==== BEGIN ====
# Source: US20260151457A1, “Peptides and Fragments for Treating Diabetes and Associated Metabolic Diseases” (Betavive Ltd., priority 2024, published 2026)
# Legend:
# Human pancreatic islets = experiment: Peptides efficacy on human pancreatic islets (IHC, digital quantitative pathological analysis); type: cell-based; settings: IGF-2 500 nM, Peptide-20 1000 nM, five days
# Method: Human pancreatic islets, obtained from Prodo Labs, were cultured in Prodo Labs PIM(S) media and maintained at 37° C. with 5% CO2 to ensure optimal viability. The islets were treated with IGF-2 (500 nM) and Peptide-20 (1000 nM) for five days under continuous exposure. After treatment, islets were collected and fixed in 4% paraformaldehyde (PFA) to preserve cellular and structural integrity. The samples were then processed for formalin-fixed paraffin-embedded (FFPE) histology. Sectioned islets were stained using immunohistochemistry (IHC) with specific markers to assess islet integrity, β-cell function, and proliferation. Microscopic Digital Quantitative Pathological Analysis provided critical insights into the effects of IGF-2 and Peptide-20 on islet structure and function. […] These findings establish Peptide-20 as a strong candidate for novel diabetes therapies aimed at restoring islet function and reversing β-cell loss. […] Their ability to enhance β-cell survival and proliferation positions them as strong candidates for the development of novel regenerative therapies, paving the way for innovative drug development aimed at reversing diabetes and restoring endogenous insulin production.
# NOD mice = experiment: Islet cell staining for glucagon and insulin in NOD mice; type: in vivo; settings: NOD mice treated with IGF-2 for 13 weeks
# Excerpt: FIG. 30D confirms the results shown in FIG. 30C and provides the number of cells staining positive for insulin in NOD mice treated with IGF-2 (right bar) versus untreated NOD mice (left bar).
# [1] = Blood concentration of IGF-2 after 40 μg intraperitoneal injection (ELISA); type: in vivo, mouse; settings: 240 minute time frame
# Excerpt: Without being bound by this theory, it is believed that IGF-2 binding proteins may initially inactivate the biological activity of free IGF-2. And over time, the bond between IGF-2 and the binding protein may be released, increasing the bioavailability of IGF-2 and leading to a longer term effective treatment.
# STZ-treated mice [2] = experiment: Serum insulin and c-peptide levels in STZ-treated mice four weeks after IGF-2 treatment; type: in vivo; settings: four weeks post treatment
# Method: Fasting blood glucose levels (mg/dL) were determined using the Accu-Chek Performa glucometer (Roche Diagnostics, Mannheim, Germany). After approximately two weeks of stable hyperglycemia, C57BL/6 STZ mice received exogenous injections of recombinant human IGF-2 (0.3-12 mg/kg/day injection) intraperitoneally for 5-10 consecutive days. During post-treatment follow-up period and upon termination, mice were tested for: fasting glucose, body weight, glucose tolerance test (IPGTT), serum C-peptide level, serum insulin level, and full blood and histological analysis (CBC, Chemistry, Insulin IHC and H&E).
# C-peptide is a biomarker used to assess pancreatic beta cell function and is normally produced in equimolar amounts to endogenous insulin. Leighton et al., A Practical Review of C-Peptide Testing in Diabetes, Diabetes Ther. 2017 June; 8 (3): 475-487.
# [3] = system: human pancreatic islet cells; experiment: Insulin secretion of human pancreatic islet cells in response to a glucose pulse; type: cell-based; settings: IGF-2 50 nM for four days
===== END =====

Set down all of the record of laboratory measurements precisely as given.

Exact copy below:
# Source: US20260151457A1, “Peptides and Fragments for Treating Diabetes and Associated Metabolic Diseases” (Betavive Ltd., priority 2024, published 2026)
# Legend:
# Human pancreatic islets = experiment: Peptides efficacy on human pancreatic islets (IHC, digital quantitative pathological analysis); type: cell-based; settings: IGF-2 500 nM, Peptide-20 1000 nM, five days
# Method: Human pancreatic islets, obtained from Prodo Labs, were cultured in Prodo Labs PIM(S) media and maintained at 37° C. with 5% CO2 to ensure optimal viability. The islets were treated with IGF-2 (500 nM) and Peptide-20 (1000 nM) for five days under continuous exposure. After treatment, islets were collected and fixed in 4% paraformaldehyde (PFA) to preserve cellular and structural integrity. The samples were then processed for formalin-fixed paraffin-embedded (FFPE) histology. Sectioned islets were stained using immunohistochemistry (IHC) with specific markers to assess islet integrity, β-cell function, and proliferation. Microscopic Digital Quantitative Pathological Analysis provided critical insights into the effects of IGF-2 and Peptide-20 on islet structure and function. […] These findings establish Peptide-20 as a strong candidate for novel diabetes therapies aimed at restoring islet function and reversing β-cell loss. […] Their ability to enhance β-cell survival and proliferation positions them as strong candidates for the development of novel regenerative therapies, paving the way for innovative drug development aimed at reversing diabetes and restoring endogenous insulin production.
# NOD mice = experiment: Islet cell staining for glucagon and insulin in NOD mice; type: in vivo; settings: NOD mice treated with IGF-2 for 13 weeks
# Excerpt: FIG. 30D confirms the results shown in FIG. 30C and provides the number of cells staining positive for insulin in NOD mice treated with IGF-2 (right bar) versus untreated NOD mice (left bar).
# [1] = Blood concentration of IGF-2 after 40 μg intraperitoneal injection (ELISA); type: in vivo, mouse; settings: 240 minute time frame
# Excerpt: Without being bound by this theory, it is believed that IGF-2 binding proteins may initially inactivate the biological activity of free IGF-2. And over time, the bond between IGF-2 and the binding protein may be released, increasing the bioavailability of IGF-2 and leading to a longer term effective treatment.
# STZ-treated mice [2] = experiment: Serum insulin and c-peptide levels in STZ-treated mice four weeks after IGF-2 treatment; type: in vivo; settings: four weeks post treatment
# Method: Fasting blood glucose levels (mg/dL) were determined using the Accu-Chek Performa glucometer (Roche Diagnostics, Mannheim, Germany). After approximately two weeks of stable hyperglycemia, C57BL/6 STZ mice received exogenous injections of recombinant human IGF-2 (0.3-12 mg/kg/day injection) intraperitoneally for 5-10 consecutive days. During post-treatment follow-up period and upon termination, mice were tested for: fasting glucose, body weight, glucose tolerance test (IPGTT), serum C-peptide level, serum insulin level, and full blood and histological analysis (CBC, Chemistry, Insulin IHC and H&E).
# C-peptide is a biomarker used to assess pancreatic beta cell function and is normally produced in equimolar amounts to endogenous insulin. Leighton et al., A Practical Review of C-Peptide Testing in Diabetes, Diabetes Ther. 2017 June; 8 (3): 475-487.
# [3] = system: human pancreatic islet cells; experiment: Insulin secretion of human pancreatic islet cells in response to a glucose pulse; type: cell-based; settings: IGF-2 50 nM for four days